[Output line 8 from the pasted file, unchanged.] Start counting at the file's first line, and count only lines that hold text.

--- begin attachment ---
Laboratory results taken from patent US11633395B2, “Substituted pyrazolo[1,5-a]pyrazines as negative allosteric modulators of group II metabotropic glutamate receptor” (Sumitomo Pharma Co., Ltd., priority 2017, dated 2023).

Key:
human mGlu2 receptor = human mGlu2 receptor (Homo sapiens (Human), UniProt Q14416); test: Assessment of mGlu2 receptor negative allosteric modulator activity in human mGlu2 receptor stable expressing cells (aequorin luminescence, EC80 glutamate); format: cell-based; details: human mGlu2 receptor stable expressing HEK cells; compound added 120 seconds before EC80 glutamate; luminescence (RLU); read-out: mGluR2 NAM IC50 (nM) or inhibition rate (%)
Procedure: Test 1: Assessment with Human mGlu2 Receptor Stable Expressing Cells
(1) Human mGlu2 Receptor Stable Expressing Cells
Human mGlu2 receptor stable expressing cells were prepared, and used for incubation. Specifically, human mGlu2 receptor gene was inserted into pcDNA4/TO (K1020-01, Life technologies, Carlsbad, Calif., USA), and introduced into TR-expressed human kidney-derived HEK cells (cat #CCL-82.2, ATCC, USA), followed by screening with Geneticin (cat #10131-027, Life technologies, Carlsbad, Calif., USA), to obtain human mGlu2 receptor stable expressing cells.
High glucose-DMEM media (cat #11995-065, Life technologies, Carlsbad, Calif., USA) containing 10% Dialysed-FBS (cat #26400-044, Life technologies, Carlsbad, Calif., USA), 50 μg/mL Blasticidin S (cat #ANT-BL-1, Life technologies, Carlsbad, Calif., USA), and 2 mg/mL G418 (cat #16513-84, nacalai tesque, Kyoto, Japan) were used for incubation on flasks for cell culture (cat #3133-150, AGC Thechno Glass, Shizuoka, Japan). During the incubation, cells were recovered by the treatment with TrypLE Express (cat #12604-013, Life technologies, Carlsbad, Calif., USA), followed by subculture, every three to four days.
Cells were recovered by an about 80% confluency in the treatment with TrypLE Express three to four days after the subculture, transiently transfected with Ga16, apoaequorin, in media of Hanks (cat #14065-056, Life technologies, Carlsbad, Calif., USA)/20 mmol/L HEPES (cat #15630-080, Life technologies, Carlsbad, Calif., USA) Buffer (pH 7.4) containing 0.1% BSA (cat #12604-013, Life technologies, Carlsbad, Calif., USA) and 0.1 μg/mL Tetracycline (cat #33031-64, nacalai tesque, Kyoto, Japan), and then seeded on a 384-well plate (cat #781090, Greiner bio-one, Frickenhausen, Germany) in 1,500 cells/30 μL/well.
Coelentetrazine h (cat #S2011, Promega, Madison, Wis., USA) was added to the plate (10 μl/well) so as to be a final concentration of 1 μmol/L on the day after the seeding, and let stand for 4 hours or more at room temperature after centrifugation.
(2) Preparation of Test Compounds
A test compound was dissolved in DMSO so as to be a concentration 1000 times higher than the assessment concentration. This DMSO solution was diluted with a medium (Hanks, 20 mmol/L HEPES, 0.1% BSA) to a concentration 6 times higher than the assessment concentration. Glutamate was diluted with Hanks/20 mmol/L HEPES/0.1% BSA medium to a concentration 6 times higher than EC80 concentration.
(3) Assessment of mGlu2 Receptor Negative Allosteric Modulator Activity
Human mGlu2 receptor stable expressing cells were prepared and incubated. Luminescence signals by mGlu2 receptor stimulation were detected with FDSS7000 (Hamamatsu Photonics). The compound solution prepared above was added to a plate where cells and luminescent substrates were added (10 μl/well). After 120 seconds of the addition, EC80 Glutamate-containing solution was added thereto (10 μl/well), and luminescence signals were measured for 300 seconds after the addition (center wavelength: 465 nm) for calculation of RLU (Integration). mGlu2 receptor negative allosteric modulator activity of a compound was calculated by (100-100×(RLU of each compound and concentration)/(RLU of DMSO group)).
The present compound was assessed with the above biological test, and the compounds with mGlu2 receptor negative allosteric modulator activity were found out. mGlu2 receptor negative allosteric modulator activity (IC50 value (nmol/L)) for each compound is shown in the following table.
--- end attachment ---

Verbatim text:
Cells were recovered by an about 80% confluency in the treatment with TrypLE Express three to four days after the subculture, transiently transfected with Ga16, apoaequorin, in media of Hanks (cat #14065-056, Life technologies, Carlsbad, Calif., USA)/20 mmol/L HEPES (cat #15630-080, Life technologies, Carlsbad, Calif., USA) Buffer (pH 7.4) containing 0.1% BSA (cat #12604-013, Life technologies, Carlsbad, Calif., USA) and 0.1 μg/mL Tetracycline (cat #33031-64, nacalai tesque, Kyoto, Japan), and then seeded on a 384-well plate (cat #781090, Greiner bio-one, Frickenhausen, Germany) in 1,500 cells/30 μL/well.